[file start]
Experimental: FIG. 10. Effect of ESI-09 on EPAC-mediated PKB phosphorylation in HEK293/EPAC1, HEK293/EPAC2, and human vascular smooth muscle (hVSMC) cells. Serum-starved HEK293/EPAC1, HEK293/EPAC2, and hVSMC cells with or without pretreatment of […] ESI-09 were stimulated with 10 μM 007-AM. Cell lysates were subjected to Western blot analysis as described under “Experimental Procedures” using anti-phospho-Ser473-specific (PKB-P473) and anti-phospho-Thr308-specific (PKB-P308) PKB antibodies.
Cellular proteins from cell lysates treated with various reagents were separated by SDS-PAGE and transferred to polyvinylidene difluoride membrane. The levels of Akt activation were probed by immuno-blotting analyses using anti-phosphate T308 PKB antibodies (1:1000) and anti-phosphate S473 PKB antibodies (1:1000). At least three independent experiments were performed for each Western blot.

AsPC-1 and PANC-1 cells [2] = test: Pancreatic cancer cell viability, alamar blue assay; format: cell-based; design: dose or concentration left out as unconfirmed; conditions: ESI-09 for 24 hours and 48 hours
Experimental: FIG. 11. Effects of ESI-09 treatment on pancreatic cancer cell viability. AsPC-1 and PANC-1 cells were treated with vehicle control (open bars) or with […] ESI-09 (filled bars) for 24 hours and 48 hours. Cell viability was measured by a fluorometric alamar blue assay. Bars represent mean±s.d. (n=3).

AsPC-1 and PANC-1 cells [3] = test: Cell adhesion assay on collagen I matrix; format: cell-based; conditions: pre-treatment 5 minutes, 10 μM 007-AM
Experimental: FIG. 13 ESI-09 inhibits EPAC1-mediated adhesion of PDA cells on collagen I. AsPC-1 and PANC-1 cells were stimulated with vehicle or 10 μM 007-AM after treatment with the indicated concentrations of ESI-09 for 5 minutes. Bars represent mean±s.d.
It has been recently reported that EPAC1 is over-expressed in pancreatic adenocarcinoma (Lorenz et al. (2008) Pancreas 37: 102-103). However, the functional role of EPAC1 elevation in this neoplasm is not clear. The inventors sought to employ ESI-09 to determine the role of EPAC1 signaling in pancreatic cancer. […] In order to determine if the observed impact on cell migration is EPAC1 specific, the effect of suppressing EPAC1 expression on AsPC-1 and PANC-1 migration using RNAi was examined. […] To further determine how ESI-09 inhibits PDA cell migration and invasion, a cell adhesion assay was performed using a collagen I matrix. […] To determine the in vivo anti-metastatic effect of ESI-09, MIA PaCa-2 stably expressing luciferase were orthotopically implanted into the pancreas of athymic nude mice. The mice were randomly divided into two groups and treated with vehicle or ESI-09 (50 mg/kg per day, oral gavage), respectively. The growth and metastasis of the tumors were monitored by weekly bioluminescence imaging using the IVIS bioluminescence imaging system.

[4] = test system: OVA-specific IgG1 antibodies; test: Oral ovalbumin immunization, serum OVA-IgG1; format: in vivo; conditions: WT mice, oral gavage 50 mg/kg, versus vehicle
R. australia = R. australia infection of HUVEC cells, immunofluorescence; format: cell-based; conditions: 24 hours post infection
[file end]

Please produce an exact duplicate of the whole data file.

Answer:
Experimental: FIG. 10. Effect of ESI-09 on EPAC-mediated PKB phosphorylation in HEK293/EPAC1, HEK293/EPAC2, and human vascular smooth muscle (hVSMC) cells. Serum-starved HEK293/EPAC1, HEK293/EPAC2, and hVSMC cells with or without pretreatment of […] ESI-09 were stimulated with 10 μM 007-AM. Cell lysates were subjected to Western blot analysis as described under “Experimental Procedures” using anti-phospho-Ser473-specific (PKB-P473) and anti-phospho-Thr308-specific (PKB-P308) PKB antibodies.
Cellular proteins from cell lysates treated with various reagents were separated by SDS-PAGE and transferred to polyvinylidene difluoride membrane. The levels of Akt activation were probed by immuno-blotting analyses using anti-phosphate T308 PKB antibodies (1:1000) and anti-phosphate S473 PKB antibodies (1:1000). At least three independent experiments were performed for each Western blot.

AsPC-1 and PANC-1 cells [2] = test: Pancreatic cancer cell viability, alamar blue assay; format: cell-based; design: dose or concentration left out as unconfirmed; conditions: ESI-09 for 24 hours and 48 hours
Experimental: FIG. 11. Effects of ESI-09 treatment on pancreatic cancer cell viability. AsPC-1 and PANC-1 cells were treated with vehicle control (open bars) or with […] ESI-09 (filled bars) for 24 hours and 48 hours. Cell viability was measured by a fluorometric alamar blue assay. Bars represent mean±s.d. (n=3).

AsPC-1 and PANC-1 cells [3] = test: Cell adhesion assay on collagen I matrix; format: cell-based; conditions: pre-treatment 5 minutes, 10 μM 007-AM
Experimental: FIG. 13 ESI-09 inhibits EPAC1-mediated adhesion of PDA cells on collagen I. AsPC-1 and PANC-1 cells were stimulated with vehicle or 10 μM 007-AM after treatment with the indicated concentrations of ESI-09 for 5 minutes. Bars represent mean±s.d.
It has been recently reported that EPAC1 is over-expressed in pancreatic adenocarcinoma (Lorenz et al. (2008) Pancreas 37: 102-103). However, the functional role of EPAC1 elevation in this neoplasm is not clear. The inventors sought to employ ESI-09 to determine the role of EPAC1 signaling in pancreatic cancer. […] In order to determine if the observed impact on cell migration is EPAC1 specific, the effect of suppressing EPAC1 expression on AsPC-1 and PANC-1 migration using RNAi was examined. […] To further determine how ESI-09 inhibits PDA cell migration and invasion, a cell adhesion assay was performed using a collagen I matrix. […] To determine the in vivo anti-metastatic effect of ESI-09, MIA PaCa-2 stably expressing luciferase were orthotopically implanted into the pancreas of athymic nude mice. The mice were randomly divided into two groups and treated with vehicle or ESI-09 (50 mg/kg per day, oral gavage), respectively. The growth and metastasis of the tumors were monitored by weekly bioluminescence imaging using the IVIS bioluminescence imaging system.

[4] = test system: OVA-specific IgG1 antibodies; test: Oral ovalbumin immunization, serum OVA-IgG1; format: in vivo; conditions: WT mice, oral gavage 50 mg/kg, versus vehicle
R. australia = R. australia infection of HUVEC cells, immunofluorescence; format: cell-based; conditions: 24 hours post infection